Forrester, M.A. (2002) Appropriating Cultural Conceptions of Childhood: Participation in Conversation. Childhood-A Global Journal of Child Research, 9 (3). pp. 255-276. ISSN 0907-5682 .
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Participating in conversation involves the co-construction of ideas, folk-beliefs and narratives concerning childhood, where young children learn to display versions of themselves in context. Using conversation analysis, this study looks in detail at several samples of talk of two British children, at ages ranging between 2 and 10 years, as they interact with other children, and their parents and grandparents. The article considers representations or discourses of childhood evident in these everyday conversations, and the ways in which children position themselves with regard to such discourses. Learning how to 'be' a child is likely to involve taking on board 'child-subject' positionings available in everyday talk. The conclusion discusses these observations in relation to contemporary accounts of the child subject-self and discourse.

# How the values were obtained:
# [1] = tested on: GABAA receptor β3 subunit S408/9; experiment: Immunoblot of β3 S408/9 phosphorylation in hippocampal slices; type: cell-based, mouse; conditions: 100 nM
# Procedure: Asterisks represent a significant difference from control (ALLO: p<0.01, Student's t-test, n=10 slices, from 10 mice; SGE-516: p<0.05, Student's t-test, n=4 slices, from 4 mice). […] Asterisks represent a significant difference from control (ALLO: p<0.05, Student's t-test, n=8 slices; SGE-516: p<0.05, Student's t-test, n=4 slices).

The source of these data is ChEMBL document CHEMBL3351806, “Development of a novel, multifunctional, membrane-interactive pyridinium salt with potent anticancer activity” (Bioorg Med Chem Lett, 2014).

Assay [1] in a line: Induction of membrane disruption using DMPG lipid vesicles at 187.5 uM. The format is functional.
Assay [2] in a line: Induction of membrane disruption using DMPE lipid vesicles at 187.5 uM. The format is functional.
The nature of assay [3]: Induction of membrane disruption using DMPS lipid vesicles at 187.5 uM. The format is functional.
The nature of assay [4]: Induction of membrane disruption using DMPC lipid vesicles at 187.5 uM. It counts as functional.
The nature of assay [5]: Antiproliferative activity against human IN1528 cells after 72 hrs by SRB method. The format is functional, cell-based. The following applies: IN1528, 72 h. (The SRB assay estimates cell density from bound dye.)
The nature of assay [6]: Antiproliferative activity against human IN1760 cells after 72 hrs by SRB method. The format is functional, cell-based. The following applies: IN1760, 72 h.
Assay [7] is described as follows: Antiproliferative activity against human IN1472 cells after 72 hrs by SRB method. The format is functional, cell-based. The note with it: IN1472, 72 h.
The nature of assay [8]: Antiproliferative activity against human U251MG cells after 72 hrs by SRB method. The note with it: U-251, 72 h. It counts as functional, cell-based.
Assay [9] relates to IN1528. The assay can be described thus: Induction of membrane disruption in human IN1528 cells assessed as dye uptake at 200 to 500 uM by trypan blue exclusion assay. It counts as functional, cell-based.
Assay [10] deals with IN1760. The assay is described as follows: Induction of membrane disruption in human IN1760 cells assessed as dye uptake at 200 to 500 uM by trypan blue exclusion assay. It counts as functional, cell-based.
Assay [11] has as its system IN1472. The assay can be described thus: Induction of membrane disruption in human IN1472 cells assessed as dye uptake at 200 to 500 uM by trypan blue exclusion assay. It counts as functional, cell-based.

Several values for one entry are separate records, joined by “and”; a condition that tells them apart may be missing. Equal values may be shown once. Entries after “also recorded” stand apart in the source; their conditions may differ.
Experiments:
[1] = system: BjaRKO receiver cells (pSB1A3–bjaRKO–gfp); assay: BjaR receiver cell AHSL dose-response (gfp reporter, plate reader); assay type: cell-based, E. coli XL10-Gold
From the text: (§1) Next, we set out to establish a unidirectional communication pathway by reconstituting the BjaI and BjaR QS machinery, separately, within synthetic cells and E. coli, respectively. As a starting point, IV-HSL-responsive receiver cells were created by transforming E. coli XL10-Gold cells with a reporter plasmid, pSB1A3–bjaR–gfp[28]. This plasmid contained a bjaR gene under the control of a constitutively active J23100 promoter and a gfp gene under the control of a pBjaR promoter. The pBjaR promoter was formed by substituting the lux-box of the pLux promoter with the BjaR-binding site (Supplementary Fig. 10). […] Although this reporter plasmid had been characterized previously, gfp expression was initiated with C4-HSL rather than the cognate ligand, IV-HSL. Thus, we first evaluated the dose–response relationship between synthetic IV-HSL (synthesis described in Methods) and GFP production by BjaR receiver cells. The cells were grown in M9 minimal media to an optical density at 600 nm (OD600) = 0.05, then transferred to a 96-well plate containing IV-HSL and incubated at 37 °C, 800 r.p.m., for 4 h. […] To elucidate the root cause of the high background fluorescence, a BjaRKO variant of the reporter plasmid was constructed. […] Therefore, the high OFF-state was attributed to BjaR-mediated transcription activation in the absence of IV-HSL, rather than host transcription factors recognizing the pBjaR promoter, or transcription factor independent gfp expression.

|Uncontrolled keywords:||childhood; conversation; discourse of childhood; subject-positionings|
|Subjects:||B Philosophy. Psychology. Religion > BF Psychology|
|Divisions:||Faculties > Social Sciences > School of Psychology|
|Depositing User:||Ros Beeching|
|Date Deposited:||06 Sep 2008 08:54|
|Last Modified:||14 Jan 2010 14:15|
|Resource URI:||http://kar.kent.ac.uk/id/eprint/4258 (The current URI for this page, for reference purposes)|
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